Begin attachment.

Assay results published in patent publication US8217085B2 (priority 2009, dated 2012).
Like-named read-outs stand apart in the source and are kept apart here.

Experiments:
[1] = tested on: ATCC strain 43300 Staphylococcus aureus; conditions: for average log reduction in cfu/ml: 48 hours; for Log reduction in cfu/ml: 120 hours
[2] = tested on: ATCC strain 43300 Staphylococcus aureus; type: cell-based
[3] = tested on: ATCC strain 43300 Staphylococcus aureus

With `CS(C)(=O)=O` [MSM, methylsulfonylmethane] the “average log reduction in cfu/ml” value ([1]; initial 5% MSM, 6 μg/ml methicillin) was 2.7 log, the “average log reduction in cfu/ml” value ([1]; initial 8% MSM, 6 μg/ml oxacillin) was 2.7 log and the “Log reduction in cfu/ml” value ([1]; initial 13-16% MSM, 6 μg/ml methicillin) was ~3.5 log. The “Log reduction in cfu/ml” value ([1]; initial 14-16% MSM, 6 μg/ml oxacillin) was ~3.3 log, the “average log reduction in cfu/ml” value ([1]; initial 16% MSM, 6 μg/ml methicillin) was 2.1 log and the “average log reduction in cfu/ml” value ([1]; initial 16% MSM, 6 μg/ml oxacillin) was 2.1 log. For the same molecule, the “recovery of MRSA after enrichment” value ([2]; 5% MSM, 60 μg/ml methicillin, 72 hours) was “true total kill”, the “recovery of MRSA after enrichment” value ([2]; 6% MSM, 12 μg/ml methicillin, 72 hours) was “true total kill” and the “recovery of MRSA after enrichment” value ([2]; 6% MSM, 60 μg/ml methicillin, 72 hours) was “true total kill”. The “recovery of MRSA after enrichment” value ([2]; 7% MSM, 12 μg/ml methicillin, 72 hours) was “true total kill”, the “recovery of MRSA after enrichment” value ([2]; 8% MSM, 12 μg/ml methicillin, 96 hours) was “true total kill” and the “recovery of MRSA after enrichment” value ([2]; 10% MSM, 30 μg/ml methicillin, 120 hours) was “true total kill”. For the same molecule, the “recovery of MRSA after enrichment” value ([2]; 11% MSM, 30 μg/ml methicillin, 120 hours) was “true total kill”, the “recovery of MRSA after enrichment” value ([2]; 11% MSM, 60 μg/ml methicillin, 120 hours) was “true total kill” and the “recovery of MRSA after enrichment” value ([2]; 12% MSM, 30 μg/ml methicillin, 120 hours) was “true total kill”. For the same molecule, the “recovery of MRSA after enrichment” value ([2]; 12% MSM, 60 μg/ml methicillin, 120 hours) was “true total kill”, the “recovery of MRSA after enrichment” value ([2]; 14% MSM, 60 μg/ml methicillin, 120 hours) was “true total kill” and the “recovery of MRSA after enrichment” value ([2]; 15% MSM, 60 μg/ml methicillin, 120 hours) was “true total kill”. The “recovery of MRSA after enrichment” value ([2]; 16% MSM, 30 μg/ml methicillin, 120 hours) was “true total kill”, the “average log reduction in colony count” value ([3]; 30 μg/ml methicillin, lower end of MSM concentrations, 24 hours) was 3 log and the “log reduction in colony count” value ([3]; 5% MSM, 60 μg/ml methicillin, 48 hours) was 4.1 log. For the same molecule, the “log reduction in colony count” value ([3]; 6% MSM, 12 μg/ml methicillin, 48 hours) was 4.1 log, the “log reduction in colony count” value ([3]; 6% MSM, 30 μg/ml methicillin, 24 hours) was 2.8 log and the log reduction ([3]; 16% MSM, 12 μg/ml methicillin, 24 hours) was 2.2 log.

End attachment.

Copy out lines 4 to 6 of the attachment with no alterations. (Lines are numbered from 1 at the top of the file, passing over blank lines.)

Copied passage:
[1] = tested on: ATCC strain 43300 Staphylococcus aureus; conditions: for average log reduction in cfu/ml: 48 hours; for Log reduction in cfu/ml: 120 hours
[2] = tested on: ATCC strain 43300 Staphylococcus aureus; type: cell-based
[3] = tested on: ATCC strain 43300 Staphylococcus aureus